Joined: Apr 2011
    Posts: 154
    Likes: 4, Points: 18, Legacy Rep: 36
    Location: nz

    nzboy Senior Member

    When you put all your requirements .The picture comes out a bit like this .

    1)Plywood on frame is the cheapest
    2) trailer sailer hull would be most versatile vee and single chine
    3) modified higher sides with cabin of standing height
    4)Glen L19 would a good start
    So it would be simple to extend sides I would put a 200mm by 30mm
    keelson so you can sit on a flat bed with 2 200mm by 50mm knotched with vees for a cradle
    dsn-g19c.jpg

    dsn-g19c2.jpg
     
  13. nzboy
    Joined: Apr 2011
    Posts: 154
    Likes: 4, Points: 18, Legacy Rep: 36
    Location: nz

    nzboy Senior Member

    Houseboats on planning hulls

    With all the hype of putting houseboats on pontoons ,just build a houseboat
    on a planning hull and you can go skiing too! These are from Glen L for plywood construction Probably need a bit more then 10hp though ! (maybe our SOR is up to 20hp now)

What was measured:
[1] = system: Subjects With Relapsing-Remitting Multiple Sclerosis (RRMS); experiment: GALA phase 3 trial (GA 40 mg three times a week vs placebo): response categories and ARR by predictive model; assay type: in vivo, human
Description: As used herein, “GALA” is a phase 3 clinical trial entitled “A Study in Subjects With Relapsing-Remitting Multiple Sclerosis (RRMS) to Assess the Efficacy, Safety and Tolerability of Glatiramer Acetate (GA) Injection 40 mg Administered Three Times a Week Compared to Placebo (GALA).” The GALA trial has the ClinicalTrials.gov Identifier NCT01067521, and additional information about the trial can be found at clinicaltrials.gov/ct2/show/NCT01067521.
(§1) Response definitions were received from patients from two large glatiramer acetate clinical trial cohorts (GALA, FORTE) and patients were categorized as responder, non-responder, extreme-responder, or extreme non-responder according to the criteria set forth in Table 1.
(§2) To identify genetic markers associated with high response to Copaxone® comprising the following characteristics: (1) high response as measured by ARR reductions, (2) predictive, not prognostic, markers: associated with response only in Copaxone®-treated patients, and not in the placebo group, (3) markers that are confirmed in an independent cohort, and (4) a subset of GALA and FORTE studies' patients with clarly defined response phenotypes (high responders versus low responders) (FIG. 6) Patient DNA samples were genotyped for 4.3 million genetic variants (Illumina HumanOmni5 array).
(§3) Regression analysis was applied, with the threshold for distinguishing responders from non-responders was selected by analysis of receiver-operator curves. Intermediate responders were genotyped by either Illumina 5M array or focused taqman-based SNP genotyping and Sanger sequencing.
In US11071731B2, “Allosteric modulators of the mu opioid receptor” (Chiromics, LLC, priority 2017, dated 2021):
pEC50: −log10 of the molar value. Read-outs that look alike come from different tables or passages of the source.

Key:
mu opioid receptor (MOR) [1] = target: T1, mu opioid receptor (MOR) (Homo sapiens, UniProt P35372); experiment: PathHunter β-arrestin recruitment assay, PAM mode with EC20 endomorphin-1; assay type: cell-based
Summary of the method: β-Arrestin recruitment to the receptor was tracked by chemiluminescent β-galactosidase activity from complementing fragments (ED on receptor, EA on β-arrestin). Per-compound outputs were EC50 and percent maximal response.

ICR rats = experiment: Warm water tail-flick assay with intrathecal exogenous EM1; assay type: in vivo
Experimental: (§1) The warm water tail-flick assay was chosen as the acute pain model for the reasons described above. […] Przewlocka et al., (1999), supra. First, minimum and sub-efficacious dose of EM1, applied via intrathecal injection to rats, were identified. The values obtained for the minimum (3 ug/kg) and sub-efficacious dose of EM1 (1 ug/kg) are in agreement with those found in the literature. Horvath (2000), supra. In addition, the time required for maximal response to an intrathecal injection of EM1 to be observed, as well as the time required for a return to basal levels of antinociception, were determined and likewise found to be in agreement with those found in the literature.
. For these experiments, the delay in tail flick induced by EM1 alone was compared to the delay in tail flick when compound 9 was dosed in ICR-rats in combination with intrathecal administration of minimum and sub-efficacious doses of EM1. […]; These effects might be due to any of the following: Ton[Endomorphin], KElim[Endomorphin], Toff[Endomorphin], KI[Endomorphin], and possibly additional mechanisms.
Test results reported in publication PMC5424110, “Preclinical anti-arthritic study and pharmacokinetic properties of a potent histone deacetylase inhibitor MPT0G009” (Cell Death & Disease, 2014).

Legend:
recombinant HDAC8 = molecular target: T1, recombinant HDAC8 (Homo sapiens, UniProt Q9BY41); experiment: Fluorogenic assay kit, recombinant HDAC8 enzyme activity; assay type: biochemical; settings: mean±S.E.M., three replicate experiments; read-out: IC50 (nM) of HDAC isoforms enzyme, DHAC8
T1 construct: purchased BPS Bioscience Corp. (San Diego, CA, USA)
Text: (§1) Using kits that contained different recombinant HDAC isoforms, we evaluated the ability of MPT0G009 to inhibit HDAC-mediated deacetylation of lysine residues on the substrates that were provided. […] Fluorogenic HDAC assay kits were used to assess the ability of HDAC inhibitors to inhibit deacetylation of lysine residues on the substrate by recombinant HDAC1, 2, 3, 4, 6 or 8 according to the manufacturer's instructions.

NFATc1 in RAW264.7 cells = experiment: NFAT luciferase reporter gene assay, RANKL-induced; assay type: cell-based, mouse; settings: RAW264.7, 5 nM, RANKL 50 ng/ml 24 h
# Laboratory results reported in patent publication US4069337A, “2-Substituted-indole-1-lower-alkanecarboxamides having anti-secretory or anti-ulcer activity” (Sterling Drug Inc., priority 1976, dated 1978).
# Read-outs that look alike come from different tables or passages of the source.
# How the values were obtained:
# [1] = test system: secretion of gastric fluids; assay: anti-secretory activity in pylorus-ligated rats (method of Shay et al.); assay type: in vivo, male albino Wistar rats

dsn-gypc.jpg

    dsn-gype.jpg

    dsn-qstc.jpg

    dsn-gyplc.jpg

    dsn-qstlb.jpg
     
  14. Wavewacker
    Joined: Aug 2010
    Posts: 696
    Likes: 21, Points: 18, Legacy Rep: 226
    Location: Springfield, Mo.

    Wavewacker Senior Member

    Hi NZboy, yes that L-19 is very much along the lines of what we need, I've been through the Glen-L site and I didn't find any dory or sharpie or garvey meeting the draft requirements, most are over 2 feet.

    On our local rivers, depending on the time of year, I'd be buried on a sand bar with a 2' draft. The White and Buffalo Rivers are very scenic and great to travel but you won't do that all the way with a 2 foot draft, much less our Current River.